APSU father-daughter duo presents at prestigious history conference
CLARKSVILLE, Tenn. (08/25/2023) — Dr. Antonio Thompson and Madeline Thompson recently represented Austin Peay State University (APSU) at The Society for Historians of American Foreign Relations (SHAFR) conference in Arlington, Virginia.
The SHAFR conference is one of the most prestigious conferences in foreign relations. Historians worldwide attend the conference to gain knowledge and learn new perspectives from colleagues in the field. Dr. Thompson and Madeline have both presented at conferences before, but this was the first time they have presented at the same one.
"The SHAFR conference is the top tier for the American Foreign Relations discipline," Dr. Thompson said. "There are other large conferences out there, but this is very specific to that discipline. We've got people coming from across the world to present. The panel I was on even had international speakers, and they're all talking about some aspect of American foreign policy."
The Thompsons are no strangers to history or APSU. Dr. Thompson is a history professor at APSU who teaches various lower- and upper-division history classes. He graduated with his bachelor's degree from APSU, earned a doctorate in American foreign policy from the University of Kentucky and has two master's degrees, one in European history and one in American government.
His love for history is shared with his daughter Madeline, who graduated with her Bachelor of Science in history at APSU and is now studying early American history in the University's master's program. Dr. Amy Thompson, Madeline's mother and Dr. Antonio Thompson's wife, is also a biology professor at APSU.
"What originally sparked my passion for history is my family, my love for travel and my father," Madeline said. "I look up to my father, who has turned his love of history into a successful career. In the process, I have been inspired to follow my own passions and ambitions."
Madeline's panel was held on June 16, and her presentation was titled "Making the Enemy Favorable: Allies, Enemies, Mercenaries, and Traitors in the American Revolution." She focused on prisoners of war (POWs) during the American Revolution - specifically, how Americans treated captured British and German Hessian soldiers.
"It was very daunting," she said. "I was nervous when I went in because you never know what to expect. But what I found was a very welcoming, open and encouraging environment. It really made me realize that I am in the right field. This is what I want to do with the rest of my life."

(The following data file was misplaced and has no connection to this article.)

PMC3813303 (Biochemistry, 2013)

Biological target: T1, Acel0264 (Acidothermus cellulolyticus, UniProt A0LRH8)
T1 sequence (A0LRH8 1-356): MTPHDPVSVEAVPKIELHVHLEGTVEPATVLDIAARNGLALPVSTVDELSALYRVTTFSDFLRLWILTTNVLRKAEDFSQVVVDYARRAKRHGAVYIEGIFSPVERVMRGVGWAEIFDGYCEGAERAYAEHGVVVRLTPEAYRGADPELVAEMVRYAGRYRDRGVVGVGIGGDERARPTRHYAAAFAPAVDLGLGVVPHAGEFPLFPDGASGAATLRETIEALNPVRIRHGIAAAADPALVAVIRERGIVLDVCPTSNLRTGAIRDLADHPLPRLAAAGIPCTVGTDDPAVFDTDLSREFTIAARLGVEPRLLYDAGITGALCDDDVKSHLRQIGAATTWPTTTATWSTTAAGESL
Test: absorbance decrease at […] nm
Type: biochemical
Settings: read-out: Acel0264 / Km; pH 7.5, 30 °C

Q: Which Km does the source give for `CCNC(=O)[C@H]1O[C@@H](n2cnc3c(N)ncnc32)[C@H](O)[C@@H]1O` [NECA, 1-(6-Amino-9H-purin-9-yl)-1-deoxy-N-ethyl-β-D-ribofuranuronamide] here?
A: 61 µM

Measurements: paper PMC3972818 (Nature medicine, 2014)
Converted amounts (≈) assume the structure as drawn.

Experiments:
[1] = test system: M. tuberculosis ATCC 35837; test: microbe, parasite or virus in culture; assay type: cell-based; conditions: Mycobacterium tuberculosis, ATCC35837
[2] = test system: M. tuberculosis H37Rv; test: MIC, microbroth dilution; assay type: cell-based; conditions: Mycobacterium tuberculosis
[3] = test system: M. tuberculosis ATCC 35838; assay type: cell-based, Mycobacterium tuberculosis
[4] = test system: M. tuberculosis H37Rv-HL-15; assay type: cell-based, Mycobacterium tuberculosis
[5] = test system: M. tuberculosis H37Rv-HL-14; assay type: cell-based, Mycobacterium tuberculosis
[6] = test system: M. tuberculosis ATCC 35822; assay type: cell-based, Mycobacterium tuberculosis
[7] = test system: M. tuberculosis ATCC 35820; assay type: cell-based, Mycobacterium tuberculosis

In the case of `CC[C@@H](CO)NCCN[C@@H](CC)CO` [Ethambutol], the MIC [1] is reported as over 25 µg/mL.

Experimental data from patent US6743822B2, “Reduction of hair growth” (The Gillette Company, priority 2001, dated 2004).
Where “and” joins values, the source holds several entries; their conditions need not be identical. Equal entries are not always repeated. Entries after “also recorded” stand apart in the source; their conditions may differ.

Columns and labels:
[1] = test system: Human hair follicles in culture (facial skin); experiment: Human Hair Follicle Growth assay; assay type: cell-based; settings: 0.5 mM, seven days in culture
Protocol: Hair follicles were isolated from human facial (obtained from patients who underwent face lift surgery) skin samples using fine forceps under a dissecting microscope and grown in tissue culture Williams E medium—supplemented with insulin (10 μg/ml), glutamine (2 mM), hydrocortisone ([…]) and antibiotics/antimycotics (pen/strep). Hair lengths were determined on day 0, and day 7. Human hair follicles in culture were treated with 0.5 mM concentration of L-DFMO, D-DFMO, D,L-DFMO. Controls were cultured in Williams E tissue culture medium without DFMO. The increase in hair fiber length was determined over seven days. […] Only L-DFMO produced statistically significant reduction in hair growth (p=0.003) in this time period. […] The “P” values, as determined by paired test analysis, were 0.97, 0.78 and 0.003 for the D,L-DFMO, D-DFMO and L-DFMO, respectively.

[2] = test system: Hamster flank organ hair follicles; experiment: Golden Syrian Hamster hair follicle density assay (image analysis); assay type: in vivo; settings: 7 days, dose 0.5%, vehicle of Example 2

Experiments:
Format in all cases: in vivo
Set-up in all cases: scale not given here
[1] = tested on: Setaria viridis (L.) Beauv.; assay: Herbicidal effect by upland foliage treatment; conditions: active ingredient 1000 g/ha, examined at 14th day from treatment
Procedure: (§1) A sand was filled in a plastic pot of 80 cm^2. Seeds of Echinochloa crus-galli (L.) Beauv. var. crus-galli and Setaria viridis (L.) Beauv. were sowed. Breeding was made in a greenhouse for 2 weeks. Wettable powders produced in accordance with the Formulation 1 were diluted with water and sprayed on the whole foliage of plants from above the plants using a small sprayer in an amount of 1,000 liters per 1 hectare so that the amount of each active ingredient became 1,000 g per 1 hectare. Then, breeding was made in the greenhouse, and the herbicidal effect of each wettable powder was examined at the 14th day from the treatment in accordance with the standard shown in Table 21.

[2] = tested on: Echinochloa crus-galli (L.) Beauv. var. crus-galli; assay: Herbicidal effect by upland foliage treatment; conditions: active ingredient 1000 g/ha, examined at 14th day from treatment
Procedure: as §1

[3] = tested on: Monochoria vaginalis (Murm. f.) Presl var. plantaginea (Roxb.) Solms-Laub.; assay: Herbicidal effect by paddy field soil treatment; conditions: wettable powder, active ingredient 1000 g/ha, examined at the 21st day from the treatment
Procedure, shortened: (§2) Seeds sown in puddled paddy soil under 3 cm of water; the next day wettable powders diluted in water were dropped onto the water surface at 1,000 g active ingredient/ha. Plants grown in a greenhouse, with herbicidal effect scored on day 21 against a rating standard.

Dr. Thompson's presentation, "Working for the Enemy: Axis Prisoner of War Labor in the Mid-South During World War II," was held on June 17. It described how German and Italian POWs in World War II worked on farms in Tennessee and Kentucky, filling the roles of young people who worked in war industries or joined the military during the war.
"For me to support her while she was presenting, and her supporting me," he said. "It's hard to say how important that is, but I'm very impressed with her."
Madeline said she appreciated the opportunity to attend SHAFR alongside her father, and that she recognized the unique experience.
"I feel like it was an experience that a lot of people will never get," Madeline said. "Being able to present with your father at a history conference when you're going into the same profession as him was really awesome."
Dr. Thompson and Madeline were the only APSU representatives at the conference, and both said they were glad to represent the University on such a large scale.
"I was really proud to be able to represent Austin Peay," Madeline said. "To get up there and to show what Austin Peay is doing. Our professors are all great. They're very encouraging. And it additionally showcases the knowledge that they've imparted to me during my time at APSU."
Dr. Thompson said presenting at an event like SHAFR has the potential to leave a significant impact on universities like APSU, as well as the individual panelists.
"It's good exposure for a historian like myself and for a graduate student like my daughter," he said. "I also think it helps the Department of History and Philosophy get some exposure [which then] helps Austin Peay."
The Thompsons plan to delve deeper into the field of history, as Madeline pursues her education at APSU while her father continues his research and ushers in a new generation of historians.
"I have three children," Dr. Thompson said. "I'm proud of all three. Madeline is the oldest. She's got the same interests as me but diverged into her own unique path. Her mother and I are very proud of her."